Advanced Shooters

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Shooting Games

This page covers traditional horizontal and vertical scrolling shooters.

The basic elements of a shooter are: Player, playershot, Enemies, enemyshots, powerups, backgrounds, meters, and bombs.

Step one is to create 2 player elements: The player graphic and the player collider. The player collider is always smaller than the player graphic. This is done to allow the player to successfully avoid bullets, but still draw a nice looking-sprite. If we use a pixel collision with the player, then any wings, spoilers, guns etc. which make the ship look cool will actually make it weaker in battle.

So create an actor named collider, of Filled Region type; and resize it to fill the center of the player ship; From the actor control panel, set parent to 'player'. In the CreateActor event for collider, add the event 'EventDisable("Event Actor", EVENTMOUSEBUTTONDOWN);'. This will prevent it from catching our player's clicks.

Now add collisions with enemies and enemy bullets to the collider's script, instead of player's, and give all the mouse/key events to the player. However, the powerups will still collide with the player. This will be explained later.

First is the player movement; either use a FollowMouse or KeyDown event. If you use Keydown, be sure to specify 'x+=speed;' or 'y-=speed;' instead of using actual numbers. If you ever want to change the speed of your ship, you'll have to go thru and change each key event when using numbers, but when using the actor variable 'speed', you can adjust it easily from player's CreateActor script.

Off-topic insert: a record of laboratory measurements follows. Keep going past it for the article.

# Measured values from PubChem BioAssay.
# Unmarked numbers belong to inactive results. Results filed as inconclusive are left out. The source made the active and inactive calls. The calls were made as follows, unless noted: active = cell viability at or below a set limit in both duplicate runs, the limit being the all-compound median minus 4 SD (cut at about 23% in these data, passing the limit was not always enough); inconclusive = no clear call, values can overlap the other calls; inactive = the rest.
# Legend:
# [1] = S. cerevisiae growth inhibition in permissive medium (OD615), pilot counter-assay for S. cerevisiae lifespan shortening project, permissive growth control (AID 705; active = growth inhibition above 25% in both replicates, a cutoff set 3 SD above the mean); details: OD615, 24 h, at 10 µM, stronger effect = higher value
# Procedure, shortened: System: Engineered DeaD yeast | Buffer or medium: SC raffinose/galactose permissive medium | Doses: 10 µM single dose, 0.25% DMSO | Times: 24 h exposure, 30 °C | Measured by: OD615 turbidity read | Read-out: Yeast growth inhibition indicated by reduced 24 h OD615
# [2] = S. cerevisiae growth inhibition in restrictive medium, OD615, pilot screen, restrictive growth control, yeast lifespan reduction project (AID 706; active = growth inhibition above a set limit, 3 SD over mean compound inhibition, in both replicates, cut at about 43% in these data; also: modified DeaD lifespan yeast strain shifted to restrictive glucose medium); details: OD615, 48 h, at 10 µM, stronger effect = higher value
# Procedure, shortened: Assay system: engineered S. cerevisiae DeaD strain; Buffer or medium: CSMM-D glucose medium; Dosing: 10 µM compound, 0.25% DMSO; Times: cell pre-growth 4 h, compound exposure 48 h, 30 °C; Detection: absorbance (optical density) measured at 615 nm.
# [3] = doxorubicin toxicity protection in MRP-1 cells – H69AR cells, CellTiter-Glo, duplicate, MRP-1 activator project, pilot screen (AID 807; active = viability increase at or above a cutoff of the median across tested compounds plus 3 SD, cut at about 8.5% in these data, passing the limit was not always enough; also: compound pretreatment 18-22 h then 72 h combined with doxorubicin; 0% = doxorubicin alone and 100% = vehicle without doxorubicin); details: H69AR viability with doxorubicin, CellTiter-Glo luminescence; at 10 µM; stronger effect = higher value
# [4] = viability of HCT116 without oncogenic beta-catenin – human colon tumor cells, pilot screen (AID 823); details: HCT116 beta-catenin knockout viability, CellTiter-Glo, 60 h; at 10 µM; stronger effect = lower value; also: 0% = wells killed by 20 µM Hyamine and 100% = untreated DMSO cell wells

Powerups. Create only one powerup actor. Add all of the powerup animations to this actor. On the CreateActor script, specify a type; type=gtype; where gtype is a variable you set when spawning the powerup. In addition, set the proper animation for the powerup.

Powerups collide with the graphic player because we want powerups to be easy to collect; when the player touches one, we will check collide.type; This will determine what type of powerup it is and what effect it has on the player.

Now when player has just spawned, and is invincible, we simply disable collisions with collider temporarily, but not player, so player can still collect powerups during invincibility.

Shots. Create the different types of shots using inheritance as described in the advanced section on the main wiki page. Be sure to give all bullet type actors an event: Out of vision>DestroyActor("Event Actor");! If you don't the bullets will never die and your game will end up clogged and eventually crash.

Now on player>keydown> simply put: shooting=1;

And in player>draw actor, we can specify which types of bullets to spawn. For this example, we'll use the player bullet simply named 'bullet'. We will check for shooting, wait for a specified amount of time, then check the power level of player, and spawn the shot.

player>draw actor>

int i;           
if(timeVar==5){  //this will create a shot every 5th frame, or 12 shots/sec.
  sAngle=90;   //set starting variables for shots
  CreateActor("bullet", "bullet00", "no parent", "no path", 0, -10, false); 
  //this creates the initial bullet stream (even when player has no power he can still shoot 
  //this bullet).
  for(i=0; i<power; i++){  //where power is the powerup level of the player
  sAngle=90+(i*5);  //creates spread angle